Should shyness be cured with anti-depressants?

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  • The NHS watchdog NICE is to investigate whether anti-depressants should be given to those suffering from acute shyness

    The Department of Health has ordered a review into treatments available for social anxiety disorder. The move comes after experts expressed concern at the growing use of drugs to treat extreme shyness.

    The review by the National Institute for Health and Clinical Excellence will look at the effectiveness of all treatments offered for social phobia on the NHS, including drugs, councelling and surgery, and whether these treatments are necessary.

    The health watchdog claims that one in eight will suffer from the social anxiety disorder during their lifetime, causing panic attacks, blushing and sweating.

    ‘Some people will find parties and public speaking more difficult than others,’ says Dr Joanna Moncrieff, a consultant psychologist at University College London. ‘But it can be extremely damaging to label them with a medical disorder that needs treatment.’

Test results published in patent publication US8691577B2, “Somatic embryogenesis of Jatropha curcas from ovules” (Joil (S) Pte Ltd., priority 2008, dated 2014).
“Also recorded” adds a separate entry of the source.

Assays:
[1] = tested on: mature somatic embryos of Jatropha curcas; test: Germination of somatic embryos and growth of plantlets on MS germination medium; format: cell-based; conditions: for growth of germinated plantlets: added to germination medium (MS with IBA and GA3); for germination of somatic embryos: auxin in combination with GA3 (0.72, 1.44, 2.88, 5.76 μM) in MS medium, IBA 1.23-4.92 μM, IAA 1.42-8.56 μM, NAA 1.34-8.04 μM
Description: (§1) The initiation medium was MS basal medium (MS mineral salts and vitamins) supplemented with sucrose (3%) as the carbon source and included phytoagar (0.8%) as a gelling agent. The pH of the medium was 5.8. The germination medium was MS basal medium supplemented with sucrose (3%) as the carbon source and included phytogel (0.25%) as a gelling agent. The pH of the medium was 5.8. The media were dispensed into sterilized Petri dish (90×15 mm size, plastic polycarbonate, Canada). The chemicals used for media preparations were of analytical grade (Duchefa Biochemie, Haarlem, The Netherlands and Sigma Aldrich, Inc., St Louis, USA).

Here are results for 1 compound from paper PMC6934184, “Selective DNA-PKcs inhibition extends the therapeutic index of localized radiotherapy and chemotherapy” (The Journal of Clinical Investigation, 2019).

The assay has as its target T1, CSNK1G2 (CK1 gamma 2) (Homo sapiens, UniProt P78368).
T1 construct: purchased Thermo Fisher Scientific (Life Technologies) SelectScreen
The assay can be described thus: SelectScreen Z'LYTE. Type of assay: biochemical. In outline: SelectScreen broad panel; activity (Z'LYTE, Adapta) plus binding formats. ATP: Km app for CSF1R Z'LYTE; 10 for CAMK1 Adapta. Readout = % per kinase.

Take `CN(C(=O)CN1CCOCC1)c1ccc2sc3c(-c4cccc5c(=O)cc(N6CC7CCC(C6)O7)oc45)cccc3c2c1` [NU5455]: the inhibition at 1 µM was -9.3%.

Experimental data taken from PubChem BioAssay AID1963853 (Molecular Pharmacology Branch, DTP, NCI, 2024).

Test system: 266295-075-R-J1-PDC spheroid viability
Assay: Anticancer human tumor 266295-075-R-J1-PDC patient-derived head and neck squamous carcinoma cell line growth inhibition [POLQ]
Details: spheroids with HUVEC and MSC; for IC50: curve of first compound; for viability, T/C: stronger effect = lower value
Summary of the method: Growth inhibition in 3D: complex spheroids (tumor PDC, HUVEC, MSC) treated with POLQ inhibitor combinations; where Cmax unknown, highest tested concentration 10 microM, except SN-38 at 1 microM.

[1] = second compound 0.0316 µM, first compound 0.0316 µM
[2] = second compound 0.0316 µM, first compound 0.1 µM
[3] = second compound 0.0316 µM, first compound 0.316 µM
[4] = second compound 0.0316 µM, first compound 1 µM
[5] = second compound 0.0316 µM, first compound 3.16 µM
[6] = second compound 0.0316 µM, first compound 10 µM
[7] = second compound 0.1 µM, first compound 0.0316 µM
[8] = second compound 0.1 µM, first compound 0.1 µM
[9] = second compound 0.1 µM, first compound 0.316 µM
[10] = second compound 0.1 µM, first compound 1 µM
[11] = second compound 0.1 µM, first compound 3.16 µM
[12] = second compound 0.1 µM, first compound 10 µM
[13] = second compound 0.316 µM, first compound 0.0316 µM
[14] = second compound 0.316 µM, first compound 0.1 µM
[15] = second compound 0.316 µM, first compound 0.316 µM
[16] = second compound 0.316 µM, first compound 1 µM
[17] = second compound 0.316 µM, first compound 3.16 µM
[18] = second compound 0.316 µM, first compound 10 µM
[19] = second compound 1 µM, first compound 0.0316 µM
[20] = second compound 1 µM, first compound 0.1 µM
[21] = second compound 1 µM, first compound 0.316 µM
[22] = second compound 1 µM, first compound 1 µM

The concept of social anxiety disorder or social phobia has only entered mainstream medicine in the last couple of decades and some experts say pharmaceutical companies are in danger of ‘medicalising’ normal behaviour.

    Dr Moncrieff says that prescribing treatment for social shyness is effectively telling people that they can’t deal with things themselves, subsequently making the situation worse.

    Dr Louise Foxcroft, author of Hot Flushes, Cold Science, warns: ‘You have to question the role of pharmaceutical industry and the influence they hold over medicalisation of so many behaviours and emotions that are common to us – this is big business.’

    ‘But this isn’t about common shyness,’ says consultant psychiatrist at Sheffield Health and Social Care Trust, Dr Kendall. ‘This is about a level of anxiety that can prevent people establishing relationships. For people who suffer from serious anxiety disorder, it can ruin their life.’

    Should the NHS prescribe treatment for those who suffer in social situations? Where do you draw the line between common shyness and social anxiety? Let us know your thoughts below.


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